Second, “the market needs disruption,” Kinney said, citing several examples:
- Listing agents don’t typically publish property addresses because exclusive listing agreements are rare.
- Buyers typically have no representation.
- Technology is not used for leverage or marketing.
- Listings are not marketed effectively.
Diving into the tech ocean
Running a real estate firm and building technology are separate oceans. Why did Kinney dive into the latter?
“Tech is going to disrupt real estate,” Kinney said. “I wanted to start investing in software so that when the world changes, I have all the tools in place to take advantage of it.”
“Most successful people in the world are a little bit paranoid,” he added. “Knowing that somebody on Wall Street, an entrepreneur or corporation is trying to change the business makes me nervous.”
Kinney’s software companies
|Technology firm (No. of employees)||Scope|
|ActiveRain and Localism (13)||Largest blogging and social network in real estate. Acquired from Zillow Group on June 30. (Inman story)|
|KWKLY (3)||KWKLY is a mobile lead generation tool for real estate agents. Acquired from Zillow Group on July 30.|
|Brivity (15)||Customer relationship management, transaction management, lead generation, marketing and communication tool for real estate agents. (Inman story)|
|Blossor (8)||National real estate search site that uses unique search features to create the ultimate home search experience. (Inman story)|
|Big Fresh (10)||Web development and design & marketing firm for customers needing websites, mobile apps, print materials designed, SEO and paid marketing management.|
|Tech Help (8)||Outsourced IT and tech support for businesses ranging from fire departments, to 911 dispatchers to accounting firms.|
Source: Ben Kinney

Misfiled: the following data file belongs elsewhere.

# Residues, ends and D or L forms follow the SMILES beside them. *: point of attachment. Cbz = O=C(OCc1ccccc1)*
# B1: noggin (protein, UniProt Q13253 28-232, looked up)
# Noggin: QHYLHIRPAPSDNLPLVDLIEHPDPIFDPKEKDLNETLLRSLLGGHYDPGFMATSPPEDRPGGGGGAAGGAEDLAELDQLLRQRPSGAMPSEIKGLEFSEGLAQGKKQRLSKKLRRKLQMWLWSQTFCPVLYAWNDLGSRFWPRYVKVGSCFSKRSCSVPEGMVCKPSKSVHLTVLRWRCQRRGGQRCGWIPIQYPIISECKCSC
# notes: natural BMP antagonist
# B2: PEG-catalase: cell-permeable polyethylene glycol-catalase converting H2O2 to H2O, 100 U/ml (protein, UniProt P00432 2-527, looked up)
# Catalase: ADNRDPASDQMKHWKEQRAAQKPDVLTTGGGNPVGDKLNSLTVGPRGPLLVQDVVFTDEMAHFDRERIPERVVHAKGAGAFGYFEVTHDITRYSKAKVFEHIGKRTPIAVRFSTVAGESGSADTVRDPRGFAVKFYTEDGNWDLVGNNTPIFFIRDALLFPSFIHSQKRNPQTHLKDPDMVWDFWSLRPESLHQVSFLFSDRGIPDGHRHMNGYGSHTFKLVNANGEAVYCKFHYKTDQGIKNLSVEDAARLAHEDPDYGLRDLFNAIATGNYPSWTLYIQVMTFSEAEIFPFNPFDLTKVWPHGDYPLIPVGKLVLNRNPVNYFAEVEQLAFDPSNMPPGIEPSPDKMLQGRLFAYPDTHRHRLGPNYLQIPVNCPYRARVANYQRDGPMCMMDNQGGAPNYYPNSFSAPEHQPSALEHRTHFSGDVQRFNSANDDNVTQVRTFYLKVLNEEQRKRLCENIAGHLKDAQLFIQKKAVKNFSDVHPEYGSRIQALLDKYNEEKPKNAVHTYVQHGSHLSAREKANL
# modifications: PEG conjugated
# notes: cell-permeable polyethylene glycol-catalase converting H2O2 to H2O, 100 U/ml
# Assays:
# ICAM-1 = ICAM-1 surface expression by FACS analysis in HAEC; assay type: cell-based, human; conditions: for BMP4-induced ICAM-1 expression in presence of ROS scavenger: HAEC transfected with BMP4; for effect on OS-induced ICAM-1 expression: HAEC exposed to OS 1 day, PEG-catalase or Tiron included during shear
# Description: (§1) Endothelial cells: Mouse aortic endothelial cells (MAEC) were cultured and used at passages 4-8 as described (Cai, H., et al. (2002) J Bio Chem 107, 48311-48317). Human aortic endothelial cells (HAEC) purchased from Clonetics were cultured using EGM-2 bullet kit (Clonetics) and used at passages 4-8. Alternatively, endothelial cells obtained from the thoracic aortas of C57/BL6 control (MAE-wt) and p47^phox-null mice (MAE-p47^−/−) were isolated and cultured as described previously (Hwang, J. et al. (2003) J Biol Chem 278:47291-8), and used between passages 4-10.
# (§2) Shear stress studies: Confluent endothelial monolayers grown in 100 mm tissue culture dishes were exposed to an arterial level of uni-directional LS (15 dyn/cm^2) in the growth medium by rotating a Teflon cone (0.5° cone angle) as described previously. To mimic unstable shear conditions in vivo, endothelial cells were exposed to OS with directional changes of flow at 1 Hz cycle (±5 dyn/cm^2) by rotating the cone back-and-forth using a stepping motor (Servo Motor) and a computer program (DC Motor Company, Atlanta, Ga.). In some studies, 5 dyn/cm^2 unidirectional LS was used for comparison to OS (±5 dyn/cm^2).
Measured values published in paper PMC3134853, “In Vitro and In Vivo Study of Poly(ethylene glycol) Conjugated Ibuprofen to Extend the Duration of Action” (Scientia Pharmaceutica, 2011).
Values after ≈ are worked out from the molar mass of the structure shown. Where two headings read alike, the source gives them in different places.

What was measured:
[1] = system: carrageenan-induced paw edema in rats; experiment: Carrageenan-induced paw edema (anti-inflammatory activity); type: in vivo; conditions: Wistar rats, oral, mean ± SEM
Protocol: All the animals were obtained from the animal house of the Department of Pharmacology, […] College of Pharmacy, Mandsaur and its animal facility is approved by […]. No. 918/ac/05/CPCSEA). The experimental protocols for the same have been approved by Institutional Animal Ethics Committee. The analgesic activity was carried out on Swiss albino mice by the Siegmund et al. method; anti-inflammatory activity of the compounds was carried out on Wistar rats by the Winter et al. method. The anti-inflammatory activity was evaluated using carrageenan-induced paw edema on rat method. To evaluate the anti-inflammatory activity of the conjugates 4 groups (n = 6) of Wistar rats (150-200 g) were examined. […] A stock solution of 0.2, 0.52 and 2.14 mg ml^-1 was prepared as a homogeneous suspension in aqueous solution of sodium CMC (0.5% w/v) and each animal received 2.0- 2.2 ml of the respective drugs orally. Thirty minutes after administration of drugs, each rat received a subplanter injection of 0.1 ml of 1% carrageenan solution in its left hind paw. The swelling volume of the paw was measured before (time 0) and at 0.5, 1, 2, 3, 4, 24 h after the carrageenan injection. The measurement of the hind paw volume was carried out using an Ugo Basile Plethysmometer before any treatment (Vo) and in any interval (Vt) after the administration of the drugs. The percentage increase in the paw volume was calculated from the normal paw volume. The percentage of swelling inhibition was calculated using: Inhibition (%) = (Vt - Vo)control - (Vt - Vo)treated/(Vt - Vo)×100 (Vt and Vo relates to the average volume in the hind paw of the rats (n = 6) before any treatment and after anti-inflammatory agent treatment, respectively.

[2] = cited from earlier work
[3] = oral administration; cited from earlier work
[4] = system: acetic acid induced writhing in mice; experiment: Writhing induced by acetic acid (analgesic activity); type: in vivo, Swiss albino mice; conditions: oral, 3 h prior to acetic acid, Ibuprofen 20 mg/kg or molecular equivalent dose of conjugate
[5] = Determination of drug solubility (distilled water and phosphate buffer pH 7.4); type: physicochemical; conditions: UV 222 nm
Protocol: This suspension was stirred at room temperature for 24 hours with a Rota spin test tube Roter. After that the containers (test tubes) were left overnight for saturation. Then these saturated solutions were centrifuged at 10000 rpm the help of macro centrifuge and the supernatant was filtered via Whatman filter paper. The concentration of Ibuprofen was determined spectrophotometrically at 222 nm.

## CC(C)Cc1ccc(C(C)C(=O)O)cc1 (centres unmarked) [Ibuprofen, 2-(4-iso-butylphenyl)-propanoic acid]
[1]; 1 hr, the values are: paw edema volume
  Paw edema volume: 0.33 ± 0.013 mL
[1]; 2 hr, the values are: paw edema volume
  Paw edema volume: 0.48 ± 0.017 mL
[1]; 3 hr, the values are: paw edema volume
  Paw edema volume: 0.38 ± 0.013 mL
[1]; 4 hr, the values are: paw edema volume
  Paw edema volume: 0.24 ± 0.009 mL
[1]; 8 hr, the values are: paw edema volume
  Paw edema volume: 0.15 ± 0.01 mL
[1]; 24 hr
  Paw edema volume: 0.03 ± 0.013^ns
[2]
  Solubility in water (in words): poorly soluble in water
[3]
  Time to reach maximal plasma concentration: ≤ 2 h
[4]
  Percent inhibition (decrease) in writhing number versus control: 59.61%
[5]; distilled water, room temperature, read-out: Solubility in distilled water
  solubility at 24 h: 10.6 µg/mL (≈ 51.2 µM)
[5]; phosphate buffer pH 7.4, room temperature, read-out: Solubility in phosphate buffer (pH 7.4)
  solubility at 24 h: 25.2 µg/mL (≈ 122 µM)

Kinney has big plans for the real estate community and blogging platform he acquired from Zillow Group in June, ActiveRain.
“Tech is going to disrupt real estate,” Kinney said.
He wants to incorporate the network into his emerging localism.com endeavor to help agents and others become the experts down to street, neighborhood and ZIP code levels. He mentioned the blog networks Curbed and The Huffington Post as inspiration.
The man, the myth, the legend
Like many agents before him, Keller Williams co-founder Gary Keller’s iconic book, “The Millionaire Real Estate Agent,” propelled Kinney into real estate.
Eleven years ago, Kinney was working as a cable guy. He bought a duplex and his agent gave him the book as a closing gift.
Soon after, a massive round of layoffs hit his cable company.
He was spared, but the thought hit him: “How can I plan my life if someone has control over whether I have a job?”
He’s driving the bus now.
Kinney lives in a Bellingham home he bought two years ago for $400,000 in foreclosure.
“My goal is to buy a new home every two years and never sell any of them,” Kinney said. “I don’t get emotionally attached to real estate. It is an investment for my future.”
|The man, in (his own) words|
“I used to be ashamed about how I grew up,” Kinney said. But then he realized: “For every one that has had a bad situation, there are tons that have had worse.”
He’s left that hardscrabble upbringing far behind — propelled, in part, by his real estate coach.
“Having a coach drives me to get results far past my potential,” Kinney said.
Three years ago, he developed a list of seven goals with his coach and mentor, Gary Keller, to stay on track. (Keller coaches Keller Williams’ top agents.)
|Kinney’s life/business goals|
“Making my goals public is another form of accountability,” Kinney said. “Tell everyone what you’re gonna do and let your words match your actions.”
True to form, he’s still not working alone. Keller actively mentors and coaches him. He also has another coach from Maps Coaching, Glen Neely.
Kinney’s business heroes? Steve Jobs and Gary Keller.
Kinney’s pro tips
|Advice for agents|
“Most successful people in the world are a little bit paranoid,” Kinney said.
|Advice for brokers|